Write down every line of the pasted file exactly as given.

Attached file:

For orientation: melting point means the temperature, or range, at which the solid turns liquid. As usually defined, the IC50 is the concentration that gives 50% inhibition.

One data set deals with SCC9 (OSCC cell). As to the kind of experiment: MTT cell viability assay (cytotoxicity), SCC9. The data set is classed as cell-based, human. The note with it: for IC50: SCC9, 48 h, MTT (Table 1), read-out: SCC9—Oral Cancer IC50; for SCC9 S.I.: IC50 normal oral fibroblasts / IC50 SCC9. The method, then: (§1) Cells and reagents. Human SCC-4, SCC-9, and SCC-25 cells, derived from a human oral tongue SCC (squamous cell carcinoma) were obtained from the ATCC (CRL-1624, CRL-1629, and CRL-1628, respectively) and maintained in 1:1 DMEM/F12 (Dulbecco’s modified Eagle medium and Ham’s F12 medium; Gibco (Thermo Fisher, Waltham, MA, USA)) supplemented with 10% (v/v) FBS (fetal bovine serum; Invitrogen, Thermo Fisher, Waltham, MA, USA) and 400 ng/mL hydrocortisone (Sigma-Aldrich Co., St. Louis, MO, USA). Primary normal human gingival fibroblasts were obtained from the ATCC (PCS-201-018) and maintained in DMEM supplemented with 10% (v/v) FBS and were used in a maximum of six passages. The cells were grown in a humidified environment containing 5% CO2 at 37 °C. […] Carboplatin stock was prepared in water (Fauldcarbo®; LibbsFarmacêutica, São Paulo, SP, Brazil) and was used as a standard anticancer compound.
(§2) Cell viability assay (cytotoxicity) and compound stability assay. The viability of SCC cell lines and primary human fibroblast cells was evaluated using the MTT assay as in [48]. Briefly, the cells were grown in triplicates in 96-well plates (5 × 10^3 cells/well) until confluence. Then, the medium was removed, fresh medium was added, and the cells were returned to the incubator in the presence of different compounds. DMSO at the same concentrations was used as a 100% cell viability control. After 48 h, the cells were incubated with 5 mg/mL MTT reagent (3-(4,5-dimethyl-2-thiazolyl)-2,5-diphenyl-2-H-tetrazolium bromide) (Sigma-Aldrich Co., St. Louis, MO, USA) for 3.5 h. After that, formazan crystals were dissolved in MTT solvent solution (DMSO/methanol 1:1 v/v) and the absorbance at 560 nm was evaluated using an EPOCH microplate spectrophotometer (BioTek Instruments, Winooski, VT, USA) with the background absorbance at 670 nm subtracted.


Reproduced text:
For orientation: melting point means the temperature, or range, at which the solid turns liquid. As usually defined, the IC50 is the concentration that gives 50% inhibition.

One data set deals with SCC9 (OSCC cell). As to the kind of experiment: MTT cell viability assay (cytotoxicity), SCC9. The data set is classed as cell-based, human. The note with it: for IC50: SCC9, 48 h, MTT (Table 1), read-out: SCC9—Oral Cancer IC50; for SCC9 S.I.: IC50 normal oral fibroblasts / IC50 SCC9. The method, then: (§1) Cells and reagents. Human SCC-4, SCC-9, and SCC-25 cells, derived from a human oral tongue SCC (squamous cell carcinoma) were obtained from the ATCC (CRL-1624, CRL-1629, and CRL-1628, respectively) and maintained in 1:1 DMEM/F12 (Dulbecco’s modified Eagle medium and Ham’s F12 medium; Gibco (Thermo Fisher, Waltham, MA, USA)) supplemented with 10% (v/v) FBS (fetal bovine serum; Invitrogen, Thermo Fisher, Waltham, MA, USA) and 400 ng/mL hydrocortisone (Sigma-Aldrich Co., St. Louis, MO, USA). Primary normal human gingival fibroblasts were obtained from the ATCC (PCS-201-018) and maintained in DMEM supplemented with 10% (v/v) FBS and were used in a maximum of six passages. The cells were grown in a humidified environment containing 5% CO2 at 37 °C. […] Carboplatin stock was prepared in water (Fauldcarbo®; LibbsFarmacêutica, São Paulo, SP, Brazil) and was used as a standard anticancer compound.
(§2) Cell viability assay (cytotoxicity) and compound stability assay. The viability of SCC cell lines and primary human fibroblast cells was evaluated using the MTT assay as in [48]. Briefly, the cells were grown in triplicates in 96-well plates (5 × 10^3 cells/well) until confluence. Then, the medium was removed, fresh medium was added, and the cells were returned to the incubator in the presence of different compounds. DMSO at the same concentrations was used as a 100% cell viability control. After 48 h, the cells were incubated with 5 mg/mL MTT reagent (3-(4,5-dimethyl-2-thiazolyl)-2,5-diphenyl-2-H-tetrazolium bromide) (Sigma-Aldrich Co., St. Louis, MO, USA) for 3.5 h. After that, formazan crystals were dissolved in MTT solvent solution (DMSO/methanol 1:1 v/v) and the absorbance at 560 nm was evaluated using an EPOCH microplate spectrophotometer (BioTek Instruments, Winooski, VT, USA) with the background absorbance at 670 nm subtracted.